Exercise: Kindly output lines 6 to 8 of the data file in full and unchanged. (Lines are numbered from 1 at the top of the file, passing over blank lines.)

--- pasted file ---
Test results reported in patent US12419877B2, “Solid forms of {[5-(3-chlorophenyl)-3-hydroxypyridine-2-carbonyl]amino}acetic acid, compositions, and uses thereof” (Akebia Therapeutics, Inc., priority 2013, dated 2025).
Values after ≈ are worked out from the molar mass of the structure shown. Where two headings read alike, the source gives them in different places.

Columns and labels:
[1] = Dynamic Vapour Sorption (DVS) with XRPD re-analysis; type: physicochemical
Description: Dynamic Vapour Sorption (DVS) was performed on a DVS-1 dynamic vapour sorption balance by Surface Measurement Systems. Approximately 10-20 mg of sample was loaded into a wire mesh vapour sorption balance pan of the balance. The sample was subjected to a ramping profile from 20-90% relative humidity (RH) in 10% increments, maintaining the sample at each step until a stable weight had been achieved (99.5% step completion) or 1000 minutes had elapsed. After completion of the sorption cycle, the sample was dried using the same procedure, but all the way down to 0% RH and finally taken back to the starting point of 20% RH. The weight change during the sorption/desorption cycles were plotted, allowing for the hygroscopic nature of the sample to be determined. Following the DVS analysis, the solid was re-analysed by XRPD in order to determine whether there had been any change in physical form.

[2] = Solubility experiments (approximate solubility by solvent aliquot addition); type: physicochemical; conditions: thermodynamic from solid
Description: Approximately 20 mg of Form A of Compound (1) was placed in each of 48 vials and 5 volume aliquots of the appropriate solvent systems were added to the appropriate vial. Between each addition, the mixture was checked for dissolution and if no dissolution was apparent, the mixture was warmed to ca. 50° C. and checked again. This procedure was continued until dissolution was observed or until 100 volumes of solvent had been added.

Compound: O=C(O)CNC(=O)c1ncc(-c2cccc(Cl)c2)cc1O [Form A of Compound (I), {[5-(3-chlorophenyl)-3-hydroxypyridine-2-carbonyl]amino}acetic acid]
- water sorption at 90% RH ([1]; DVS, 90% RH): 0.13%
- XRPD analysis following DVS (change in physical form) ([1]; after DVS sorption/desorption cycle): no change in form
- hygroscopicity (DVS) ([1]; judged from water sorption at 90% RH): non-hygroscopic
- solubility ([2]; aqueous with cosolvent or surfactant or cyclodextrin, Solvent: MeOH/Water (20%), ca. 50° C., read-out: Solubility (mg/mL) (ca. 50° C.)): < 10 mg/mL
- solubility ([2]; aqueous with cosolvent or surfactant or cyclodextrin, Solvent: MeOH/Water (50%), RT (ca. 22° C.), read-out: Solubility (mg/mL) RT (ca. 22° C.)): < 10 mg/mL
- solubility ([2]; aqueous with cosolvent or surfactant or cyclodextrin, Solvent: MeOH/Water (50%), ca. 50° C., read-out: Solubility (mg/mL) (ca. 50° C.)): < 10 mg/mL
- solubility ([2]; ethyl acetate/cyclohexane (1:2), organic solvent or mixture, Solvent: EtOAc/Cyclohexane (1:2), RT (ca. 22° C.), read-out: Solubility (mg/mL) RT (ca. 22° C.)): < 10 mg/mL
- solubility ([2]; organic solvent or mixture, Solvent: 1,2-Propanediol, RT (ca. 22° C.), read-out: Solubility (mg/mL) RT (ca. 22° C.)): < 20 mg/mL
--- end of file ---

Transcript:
[2] = Solubility experiments (approximate solubility by solvent aliquot addition); type: physicochemical; conditions: thermodynamic from solid
Description: Approximately 20 mg of Form A of Compound (1) was placed in each of 48 vials and 5 volume aliquots of the appropriate solvent systems were added to the appropriate vial. Between each addition, the mixture was checked for dissolution and if no dissolution was apparent, the mixture was warmed to ca. 50° C. and checked again. This procedure was continued until dissolution was observed or until 100 volumes of solvent had been added.

Compound: O=C(O)CNC(=O)c1ncc(-c2cccc(Cl)c2)cc1O [Form A of Compound (I), {[5-(3-chlorophenyl)-3-hydroxypyridine-2-carbonyl]amino}acetic acid]